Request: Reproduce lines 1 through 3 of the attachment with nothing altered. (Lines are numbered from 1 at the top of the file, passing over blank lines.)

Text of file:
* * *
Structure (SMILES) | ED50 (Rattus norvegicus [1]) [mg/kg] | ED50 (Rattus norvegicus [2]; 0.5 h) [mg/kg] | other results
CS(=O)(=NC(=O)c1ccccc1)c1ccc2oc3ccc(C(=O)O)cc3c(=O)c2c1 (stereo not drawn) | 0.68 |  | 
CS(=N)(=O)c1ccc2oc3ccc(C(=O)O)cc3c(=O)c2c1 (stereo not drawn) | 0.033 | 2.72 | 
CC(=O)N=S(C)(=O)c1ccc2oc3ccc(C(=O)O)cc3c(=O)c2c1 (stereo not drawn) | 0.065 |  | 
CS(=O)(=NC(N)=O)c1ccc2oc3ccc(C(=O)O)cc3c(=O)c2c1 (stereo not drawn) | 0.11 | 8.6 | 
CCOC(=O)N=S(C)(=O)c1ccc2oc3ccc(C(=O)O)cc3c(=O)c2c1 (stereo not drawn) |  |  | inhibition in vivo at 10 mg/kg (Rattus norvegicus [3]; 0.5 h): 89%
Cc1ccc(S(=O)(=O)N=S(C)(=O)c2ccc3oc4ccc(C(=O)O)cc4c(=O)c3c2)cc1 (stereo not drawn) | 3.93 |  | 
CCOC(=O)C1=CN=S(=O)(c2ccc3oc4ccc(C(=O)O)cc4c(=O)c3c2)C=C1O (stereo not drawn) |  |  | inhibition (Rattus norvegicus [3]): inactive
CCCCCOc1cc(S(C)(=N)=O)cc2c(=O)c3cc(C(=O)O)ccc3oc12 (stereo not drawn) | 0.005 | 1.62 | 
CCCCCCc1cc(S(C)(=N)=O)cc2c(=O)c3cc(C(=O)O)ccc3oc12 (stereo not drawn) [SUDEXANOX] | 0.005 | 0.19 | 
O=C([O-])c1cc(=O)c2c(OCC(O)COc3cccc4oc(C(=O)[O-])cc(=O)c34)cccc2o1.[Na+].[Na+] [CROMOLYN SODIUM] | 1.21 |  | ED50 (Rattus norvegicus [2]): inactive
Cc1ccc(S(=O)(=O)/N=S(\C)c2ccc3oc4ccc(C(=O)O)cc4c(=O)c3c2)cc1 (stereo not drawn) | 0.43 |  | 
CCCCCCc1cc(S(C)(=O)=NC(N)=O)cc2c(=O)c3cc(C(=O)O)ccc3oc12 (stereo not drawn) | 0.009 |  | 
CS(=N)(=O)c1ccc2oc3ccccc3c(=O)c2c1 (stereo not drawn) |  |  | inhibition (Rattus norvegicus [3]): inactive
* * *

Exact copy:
Structure (SMILES) | ED50 (Rattus norvegicus [1]) [mg/kg] | ED50 (Rattus norvegicus [2]; 0.5 h) [mg/kg] | other results
CS(=O)(=NC(=O)c1ccccc1)c1ccc2oc3ccc(C(=O)O)cc3c(=O)c2c1 (stereo not drawn) | 0.68 |  | 
CS(=N)(=O)c1ccc2oc3ccc(C(=O)O)cc3c(=O)c2c1 (stereo not drawn) | 0.033 | 2.72 | 